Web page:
These practices were carried out for years. They involved much personnel. Numerous prisons. Many countries, including almost all Europe, and some of the biggest human rights violators on Earth, including Middle Eastern and African countries.

It was financed by a mammoth budget, and continues to be defended brazenly by those who ordered them, who are unlikely to see their day in court.

Senate Intelligence Committee Chairwoman Dianne Feinstein was adamant in her rejection of CIA torture.

The programme was “morally, legally and administratively misguided [and] far more brutal than people were led to believe”, she told the Senate.

Fair enough. But then, this torture programme is “a stain on our values and on our history”.

There is this stubborn insistence on highlighting the same kind of moral superiority, contrary to all evidence.

But isn’t the entire so-called war on terror and the continued American military involvement in the Middle East, the lethal unmanned drone programme, which has killed thousands, the unconditional support for Israel and all sorts of oppressive regimes, and much more, “morally, legally and administratively misguided”?

Between Cheney’s bullying attitude and Obama’s/Feinstein’s, which claims that the massive outsourced programme is merely a “stain” on otherwise perfect American values, the report is unlikely to change much.

Justice is unlikely to be served.

There can be no serious rethink and moral awakening without talking full responsibility, not just for the vile torture tactics, but for the entirety of the US’ misguided foreign policy which is predicated on violence, and lots of it.

“I will leave to others how they might want to label these activities,” Brennan said.

The report indicated that detainees were tortured before they were even asked to cooperate. How does one label that?

Even by the logic of those who torture, such tactics are senseless.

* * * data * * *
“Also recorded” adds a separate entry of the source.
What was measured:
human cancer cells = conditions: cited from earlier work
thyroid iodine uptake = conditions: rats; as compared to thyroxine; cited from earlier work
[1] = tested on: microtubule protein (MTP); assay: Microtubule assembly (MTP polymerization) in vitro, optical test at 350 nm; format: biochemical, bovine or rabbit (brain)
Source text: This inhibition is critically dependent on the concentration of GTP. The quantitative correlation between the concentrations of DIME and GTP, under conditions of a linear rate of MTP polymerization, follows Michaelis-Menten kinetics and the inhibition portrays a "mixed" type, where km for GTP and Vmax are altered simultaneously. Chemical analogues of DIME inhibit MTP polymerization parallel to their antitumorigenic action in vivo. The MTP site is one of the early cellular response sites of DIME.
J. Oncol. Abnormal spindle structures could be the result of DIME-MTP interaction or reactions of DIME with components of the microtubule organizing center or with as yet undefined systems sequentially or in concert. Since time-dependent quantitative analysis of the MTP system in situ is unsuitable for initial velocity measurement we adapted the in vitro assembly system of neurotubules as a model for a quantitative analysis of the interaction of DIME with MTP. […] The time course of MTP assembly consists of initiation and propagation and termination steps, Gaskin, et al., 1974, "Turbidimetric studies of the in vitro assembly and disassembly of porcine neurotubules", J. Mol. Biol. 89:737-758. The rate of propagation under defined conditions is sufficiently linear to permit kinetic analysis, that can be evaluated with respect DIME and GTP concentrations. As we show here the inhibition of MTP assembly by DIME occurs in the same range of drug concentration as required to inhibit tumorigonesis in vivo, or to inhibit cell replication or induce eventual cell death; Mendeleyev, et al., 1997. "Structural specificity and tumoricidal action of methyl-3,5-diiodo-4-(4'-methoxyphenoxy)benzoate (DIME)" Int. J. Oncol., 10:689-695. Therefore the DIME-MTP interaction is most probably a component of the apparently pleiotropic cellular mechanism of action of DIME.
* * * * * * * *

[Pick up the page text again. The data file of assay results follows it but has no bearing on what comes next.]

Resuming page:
Should some insist on the old, tired “few bad apples” argument, the report indicated that in “Detention Site Green” CIA interrogators objected to the continued use of torture before they were told to carry on by their seniors.

No few bad apples. The whole barrel is rotten.

There can be no justification for what the US has done in its global wars, not just against suspects, but against entire nations that were completely innocent of any involvement in the terror attacks on September 11, prior or after that date.

CIA torture being a “stain” on an otherwise flawless record does not suffice either. 

Equally worrying is the existing mindset in the US, among the ruling class and the media.

This reality can be best summarised in the words of a Fox News show co-host, Andrea Tantaros: “The United States of America is awesome, we are awesome,” she exclaimed.

“The reason they want to have this discussion is not to show how awesome we are. This administration wants to have this discussion to show us how we’re not awesome.”

With such overriding thoughtless mindset, there is little evidence to show that such “awesomeness” will cease anytime soon, even if it will impose a heavy cost on many innocent people.

The writer is an internationally syndicated columnist, a media consultant, an author and the founder of His latest book is “My Father Was a Freedom Fighter: Gaza’s Untold Story” (Pluto Press, London). He contributed this article to The Jordan Times.